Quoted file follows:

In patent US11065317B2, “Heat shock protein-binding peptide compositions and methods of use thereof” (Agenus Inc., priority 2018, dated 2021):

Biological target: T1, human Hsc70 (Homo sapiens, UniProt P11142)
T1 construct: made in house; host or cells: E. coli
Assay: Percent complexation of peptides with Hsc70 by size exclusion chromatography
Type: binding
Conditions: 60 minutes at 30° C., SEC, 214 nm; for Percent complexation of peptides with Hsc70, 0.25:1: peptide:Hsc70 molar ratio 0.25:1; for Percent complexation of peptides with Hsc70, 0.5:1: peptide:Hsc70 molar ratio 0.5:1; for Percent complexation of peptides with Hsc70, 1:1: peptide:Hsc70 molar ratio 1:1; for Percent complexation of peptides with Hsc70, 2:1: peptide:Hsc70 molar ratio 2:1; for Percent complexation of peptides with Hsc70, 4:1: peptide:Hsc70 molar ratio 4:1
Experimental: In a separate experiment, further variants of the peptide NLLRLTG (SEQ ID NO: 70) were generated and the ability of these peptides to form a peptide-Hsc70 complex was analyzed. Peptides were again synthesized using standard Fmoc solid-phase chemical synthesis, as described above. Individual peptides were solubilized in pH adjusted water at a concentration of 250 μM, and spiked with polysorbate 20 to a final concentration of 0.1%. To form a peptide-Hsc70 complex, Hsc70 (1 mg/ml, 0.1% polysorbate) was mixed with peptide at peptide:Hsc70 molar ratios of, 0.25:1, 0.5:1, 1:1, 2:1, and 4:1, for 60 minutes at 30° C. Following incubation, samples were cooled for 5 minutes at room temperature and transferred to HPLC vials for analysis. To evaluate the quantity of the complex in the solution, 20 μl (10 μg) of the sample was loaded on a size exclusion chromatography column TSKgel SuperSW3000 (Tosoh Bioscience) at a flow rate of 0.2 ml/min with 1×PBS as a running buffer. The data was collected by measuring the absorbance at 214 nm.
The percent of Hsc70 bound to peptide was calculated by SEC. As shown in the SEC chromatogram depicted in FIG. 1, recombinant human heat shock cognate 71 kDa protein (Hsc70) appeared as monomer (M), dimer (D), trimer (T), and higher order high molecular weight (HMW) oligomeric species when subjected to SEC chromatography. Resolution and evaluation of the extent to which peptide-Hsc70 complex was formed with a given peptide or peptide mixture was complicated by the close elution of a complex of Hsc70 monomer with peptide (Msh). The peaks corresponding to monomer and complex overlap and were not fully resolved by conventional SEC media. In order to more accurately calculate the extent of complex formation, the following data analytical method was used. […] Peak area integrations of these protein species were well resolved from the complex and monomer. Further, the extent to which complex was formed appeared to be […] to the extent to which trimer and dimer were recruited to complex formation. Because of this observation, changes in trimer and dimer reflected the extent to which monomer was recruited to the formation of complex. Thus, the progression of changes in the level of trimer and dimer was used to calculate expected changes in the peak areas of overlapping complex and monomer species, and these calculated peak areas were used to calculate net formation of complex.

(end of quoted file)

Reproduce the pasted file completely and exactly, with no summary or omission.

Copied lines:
In patent US11065317B2, “Heat shock protein-binding peptide compositions and methods of use thereof” (Agenus Inc., priority 2018, dated 2021):

Biological target: T1, human Hsc70 (Homo sapiens, UniProt P11142)
T1 construct: made in house; host or cells: E. coli
Assay: Percent complexation of peptides with Hsc70 by size exclusion chromatography
Type: binding
Conditions: 60 minutes at 30° C., SEC, 214 nm; for Percent complexation of peptides with Hsc70, 0.25:1: peptide:Hsc70 molar ratio 0.25:1; for Percent complexation of peptides with Hsc70, 0.5:1: peptide:Hsc70 molar ratio 0.5:1; for Percent complexation of peptides with Hsc70, 1:1: peptide:Hsc70 molar ratio 1:1; for Percent complexation of peptides with Hsc70, 2:1: peptide:Hsc70 molar ratio 2:1; for Percent complexation of peptides with Hsc70, 4:1: peptide:Hsc70 molar ratio 4:1
Experimental: In a separate experiment, further variants of the peptide NLLRLTG (SEQ ID NO: 70) were generated and the ability of these peptides to form a peptide-Hsc70 complex was analyzed. Peptides were again synthesized using standard Fmoc solid-phase chemical synthesis, as described above. Individual peptides were solubilized in pH adjusted water at a concentration of 250 μM, and spiked with polysorbate 20 to a final concentration of 0.1%. To form a peptide-Hsc70 complex, Hsc70 (1 mg/ml, 0.1% polysorbate) was mixed with peptide at peptide:Hsc70 molar ratios of, 0.25:1, 0.5:1, 1:1, 2:1, and 4:1, for 60 minutes at 30° C. Following incubation, samples were cooled for 5 minutes at room temperature and transferred to HPLC vials for analysis. To evaluate the quantity of the complex in the solution, 20 μl (10 μg) of the sample was loaded on a size exclusion chromatography column TSKgel SuperSW3000 (Tosoh Bioscience) at a flow rate of 0.2 ml/min with 1×PBS as a running buffer. The data was collected by measuring the absorbance at 214 nm.
The percent of Hsc70 bound to peptide was calculated by SEC. As shown in the SEC chromatogram depicted in FIG. 1, recombinant human heat shock cognate 71 kDa protein (Hsc70) appeared as monomer (M), dimer (D), trimer (T), and higher order high molecular weight (HMW) oligomeric species when subjected to SEC chromatography. Resolution and evaluation of the extent to which peptide-Hsc70 complex was formed with a given peptide or peptide mixture was complicated by the close elution of a complex of Hsc70 monomer with peptide (Msh). The peaks corresponding to monomer and complex overlap and were not fully resolved by conventional SEC media. In order to more accurately calculate the extent of complex formation, the following data analytical method was used. […] Peak area integrations of these protein species were well resolved from the complex and monomer. Further, the extent to which complex was formed appeared to be […] to the extent to which trimer and dimer were recruited to complex formation. Because of this observation, changes in trimer and dimer reflected the extent to which monomer was recruited to the formation of complex. Thus, the progression of changes in the level of trimer and dimer was used to calculate expected changes in the peak areas of overlapping complex and monomer species, and these calculated peak areas were used to calculate net formation of complex.